New challenge to drone killings
on Jul 18, 2012 at 3:43 pm
Rebuffed in one lawsuit attempting to stop the Obama Administration’s use of unmanned drones to kill terrorism suspects overseas, two civil rights groups on Wednesday started a new case, this time seeking to hold top government officials to blame legally for killing three U.S. citizens in attacks from the air in Yemen. Since the challengers’ first loss in court more than two years ago, the Administration has publicly acknowledged the policy of “targeted killings,” even while insisting that they are legal. That is what the new lawsuit is seeking to test anew, with a claim for money damages for the three deaths.
The lawsuit in Al-Aulaqi, et al., v. Panetta, et al., differs from the earlier case — filed by one of those involved in the new case — because the prior claim sought to protect a specific “target” from being killed, while the new lawsuit follows his death some nine months later by a drone. It also seeks damages for the killing of his son, and of a third citizen. The lawsuit was filed in U.S. District Court in Washington and can be read here. It does not yet have a docket number. The cases are similar, though, in that each relies upon an argument that the use of the drones for “targeted killing” is illegal. To award damages, a federal court would have to be persuaded on that point, and it is almost a certainty that the Administration will attempt to stop the case before it got to that point.
On December 7, 2010, U.S. District Judge John D. Bates in Washington ordered the dismissal of a lawsuit filed by Nasser Al-Aulaqi, a Yemeni national, in an attempt to protect the life of his son, Anwar Al-Aulaqi. The son, who holds U.S. and Yemeni citizenship, had been designated as a “global terrorist” by the U.S. Treasury in July 2010, based on claims that he was supporting acts of terrorism by the Al-Qaeda network. At the time the father sued in August 2010, the son was believed to be hiding in Yemen, although he had been actively pursued by U.S. authorities. The father contended that his son had been put on an official “kill list” by the Administration, and the lawsuit aimed at stopping the government from using a drone to kill him.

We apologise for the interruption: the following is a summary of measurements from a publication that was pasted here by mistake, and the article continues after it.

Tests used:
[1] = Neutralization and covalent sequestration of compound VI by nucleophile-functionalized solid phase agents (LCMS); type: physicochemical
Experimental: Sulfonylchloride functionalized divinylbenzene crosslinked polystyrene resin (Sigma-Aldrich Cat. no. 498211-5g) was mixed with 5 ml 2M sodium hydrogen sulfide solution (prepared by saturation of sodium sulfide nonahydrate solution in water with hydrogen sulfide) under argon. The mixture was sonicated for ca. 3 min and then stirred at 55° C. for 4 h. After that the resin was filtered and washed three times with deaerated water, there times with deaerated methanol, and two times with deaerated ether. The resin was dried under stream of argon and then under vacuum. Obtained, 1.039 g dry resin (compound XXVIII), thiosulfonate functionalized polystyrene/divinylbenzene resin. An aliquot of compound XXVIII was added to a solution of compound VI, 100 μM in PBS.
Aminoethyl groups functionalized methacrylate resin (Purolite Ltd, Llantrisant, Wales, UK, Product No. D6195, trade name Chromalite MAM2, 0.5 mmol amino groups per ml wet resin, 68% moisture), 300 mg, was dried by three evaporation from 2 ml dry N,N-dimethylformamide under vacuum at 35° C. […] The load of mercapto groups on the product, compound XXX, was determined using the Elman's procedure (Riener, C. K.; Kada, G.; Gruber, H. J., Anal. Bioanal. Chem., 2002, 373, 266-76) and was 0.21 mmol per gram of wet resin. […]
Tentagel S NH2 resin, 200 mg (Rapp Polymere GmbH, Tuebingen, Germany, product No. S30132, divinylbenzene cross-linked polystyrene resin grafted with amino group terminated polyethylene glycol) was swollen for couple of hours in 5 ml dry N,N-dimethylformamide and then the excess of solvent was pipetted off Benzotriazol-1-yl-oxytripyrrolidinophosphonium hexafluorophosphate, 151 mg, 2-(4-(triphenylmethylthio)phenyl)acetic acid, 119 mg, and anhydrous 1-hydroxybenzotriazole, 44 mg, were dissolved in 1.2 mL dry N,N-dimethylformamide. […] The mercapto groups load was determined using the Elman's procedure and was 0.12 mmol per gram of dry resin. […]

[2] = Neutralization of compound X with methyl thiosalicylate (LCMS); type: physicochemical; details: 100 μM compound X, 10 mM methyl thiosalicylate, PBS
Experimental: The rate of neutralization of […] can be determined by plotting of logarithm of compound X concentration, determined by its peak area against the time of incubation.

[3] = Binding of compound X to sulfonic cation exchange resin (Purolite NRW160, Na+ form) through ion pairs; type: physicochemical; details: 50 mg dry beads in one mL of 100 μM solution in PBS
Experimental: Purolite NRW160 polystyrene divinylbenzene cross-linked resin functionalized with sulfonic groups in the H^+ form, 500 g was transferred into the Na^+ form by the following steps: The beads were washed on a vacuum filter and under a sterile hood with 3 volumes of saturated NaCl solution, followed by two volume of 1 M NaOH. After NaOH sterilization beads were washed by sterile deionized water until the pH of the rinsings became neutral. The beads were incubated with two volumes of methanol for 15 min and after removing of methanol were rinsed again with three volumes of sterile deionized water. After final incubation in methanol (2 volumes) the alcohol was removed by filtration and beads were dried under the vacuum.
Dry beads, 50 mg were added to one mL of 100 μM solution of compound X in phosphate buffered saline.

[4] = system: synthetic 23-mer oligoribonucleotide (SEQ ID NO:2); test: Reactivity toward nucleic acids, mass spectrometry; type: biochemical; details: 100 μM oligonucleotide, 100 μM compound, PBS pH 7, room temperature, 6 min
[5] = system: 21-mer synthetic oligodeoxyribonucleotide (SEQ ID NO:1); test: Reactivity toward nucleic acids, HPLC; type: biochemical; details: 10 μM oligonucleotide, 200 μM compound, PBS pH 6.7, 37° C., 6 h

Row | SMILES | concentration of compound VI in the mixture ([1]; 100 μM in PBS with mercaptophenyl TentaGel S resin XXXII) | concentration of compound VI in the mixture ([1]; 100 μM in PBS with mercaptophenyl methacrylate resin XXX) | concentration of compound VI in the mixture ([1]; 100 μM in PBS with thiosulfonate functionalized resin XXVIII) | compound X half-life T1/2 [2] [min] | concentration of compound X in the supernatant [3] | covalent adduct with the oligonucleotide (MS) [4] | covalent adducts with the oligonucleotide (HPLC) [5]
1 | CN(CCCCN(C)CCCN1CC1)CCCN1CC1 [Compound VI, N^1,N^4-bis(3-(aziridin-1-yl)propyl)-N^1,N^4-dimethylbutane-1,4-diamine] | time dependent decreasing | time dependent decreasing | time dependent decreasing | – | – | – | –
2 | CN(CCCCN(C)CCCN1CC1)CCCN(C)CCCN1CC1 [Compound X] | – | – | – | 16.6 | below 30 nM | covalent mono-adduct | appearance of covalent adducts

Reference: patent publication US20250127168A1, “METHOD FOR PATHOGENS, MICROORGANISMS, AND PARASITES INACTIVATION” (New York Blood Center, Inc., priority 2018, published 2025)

Judge Bates concluded that, while the lawsuit raised a host of major constitutional questions, it was beyond the authority of a federal court to decide, partly on the rationale that the father did not have a legal right to sue and that, in any event, issues over the legality of the drone program were the kind of “political question” that the Constitution leaves to the President and Congress, not the courts, to decide. Al-Aulaqi’s father did not pursue an appeal after that ruling.
The following September 30, missiles fired from an unmanned drone hit a vehicle in which Al-Aulaqi was riding, killing him and three other people — including another U.S. citizen, Samir Khan. They were in the Yemeni province of al-Jawf, about 90 miles outside the Yemeni capital of Sana’a. The day of that incident, the Pentagon acknowledged Al-Aulaqi’s death and attributed it to a U.S. airstrike, commenting that he had been “high on the military-intelligence list of terrorist targets.” The next day, Defense Secretary Leon Panetta also acknowledged the killing, as did President Obama in a television appearance three weeks later. At that time, the “targeted killing” program had not been officially acknowledged.